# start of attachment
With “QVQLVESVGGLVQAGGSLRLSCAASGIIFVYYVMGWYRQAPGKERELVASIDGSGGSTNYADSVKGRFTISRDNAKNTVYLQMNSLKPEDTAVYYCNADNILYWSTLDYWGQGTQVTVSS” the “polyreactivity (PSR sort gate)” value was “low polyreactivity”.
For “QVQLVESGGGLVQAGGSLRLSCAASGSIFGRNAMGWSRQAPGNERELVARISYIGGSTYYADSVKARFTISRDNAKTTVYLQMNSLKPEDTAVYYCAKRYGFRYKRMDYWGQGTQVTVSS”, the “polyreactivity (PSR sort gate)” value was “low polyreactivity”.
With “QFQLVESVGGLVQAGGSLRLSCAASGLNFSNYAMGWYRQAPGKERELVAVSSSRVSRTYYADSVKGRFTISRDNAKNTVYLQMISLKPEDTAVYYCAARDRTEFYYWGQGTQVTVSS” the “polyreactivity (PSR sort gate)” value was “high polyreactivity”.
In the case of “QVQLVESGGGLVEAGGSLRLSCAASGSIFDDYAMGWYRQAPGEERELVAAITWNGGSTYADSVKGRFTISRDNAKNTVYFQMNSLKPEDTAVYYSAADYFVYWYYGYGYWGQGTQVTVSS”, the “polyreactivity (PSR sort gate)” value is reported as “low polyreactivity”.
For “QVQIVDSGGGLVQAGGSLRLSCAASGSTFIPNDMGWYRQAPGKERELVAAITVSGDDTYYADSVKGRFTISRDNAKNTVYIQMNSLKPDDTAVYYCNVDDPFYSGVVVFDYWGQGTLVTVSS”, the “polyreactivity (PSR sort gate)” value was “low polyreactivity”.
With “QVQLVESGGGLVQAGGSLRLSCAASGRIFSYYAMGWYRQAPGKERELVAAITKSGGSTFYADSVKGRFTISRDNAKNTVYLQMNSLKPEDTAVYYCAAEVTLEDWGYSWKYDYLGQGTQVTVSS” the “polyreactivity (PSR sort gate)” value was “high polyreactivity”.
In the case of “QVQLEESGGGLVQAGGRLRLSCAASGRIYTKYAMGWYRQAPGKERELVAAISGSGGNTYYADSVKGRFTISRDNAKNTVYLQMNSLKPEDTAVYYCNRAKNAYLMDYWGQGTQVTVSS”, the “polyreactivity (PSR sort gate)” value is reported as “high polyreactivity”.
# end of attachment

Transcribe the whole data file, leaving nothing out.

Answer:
With “QVQLVESVGGLVQAGGSLRLSCAASGIIFVYYVMGWYRQAPGKERELVASIDGSGGSTNYADSVKGRFTISRDNAKNTVYLQMNSLKPEDTAVYYCNADNILYWSTLDYWGQGTQVTVSS” the “polyreactivity (PSR sort gate)” value was “low polyreactivity”.
For “QVQLVESGGGLVQAGGSLRLSCAASGSIFGRNAMGWSRQAPGNERELVARISYIGGSTYYADSVKARFTISRDNAKTTVYLQMNSLKPEDTAVYYCAKRYGFRYKRMDYWGQGTQVTVSS”, the “polyreactivity (PSR sort gate)” value was “low polyreactivity”.
With “QFQLVESVGGLVQAGGSLRLSCAASGLNFSNYAMGWYRQAPGKERELVAVSSSRVSRTYYADSVKGRFTISRDNAKNTVYLQMISLKPEDTAVYYCAARDRTEFYYWGQGTQVTVSS” the “polyreactivity (PSR sort gate)” value was “high polyreactivity”.
In the case of “QVQLVESGGGLVEAGGSLRLSCAASGSIFDDYAMGWYRQAPGEERELVAAITWNGGSTYADSVKGRFTISRDNAKNTVYFQMNSLKPEDTAVYYSAADYFVYWYYGYGYWGQGTQVTVSS”, the “polyreactivity (PSR sort gate)” value is reported as “low polyreactivity”.
For “QVQIVDSGGGLVQAGGSLRLSCAASGSTFIPNDMGWYRQAPGKERELVAAITVSGDDTYYADSVKGRFTISRDNAKNTVYIQMNSLKPDDTAVYYCNVDDPFYSGVVVFDYWGQGTLVTVSS”, the “polyreactivity (PSR sort gate)” value was “low polyreactivity”.
With “QVQLVESGGGLVQAGGSLRLSCAASGRIFSYYAMGWYRQAPGKERELVAAITKSGGSTFYADSVKGRFTISRDNAKNTVYLQMNSLKPEDTAVYYCAAEVTLEDWGYSWKYDYLGQGTQVTVSS” the “polyreactivity (PSR sort gate)” value was “high polyreactivity”.
In the case of “QVQLEESGGGLVQAGGRLRLSCAASGRIYTKYAMGWYRQAPGKERELVAAISGSGGNTYYADSVKGRFTISRDNAKNTVYLQMNSLKPEDTAVYYCNRAKNAYLMDYWGQGTQVTVSS”, the “polyreactivity (PSR sort gate)” value is reported as “high polyreactivity”.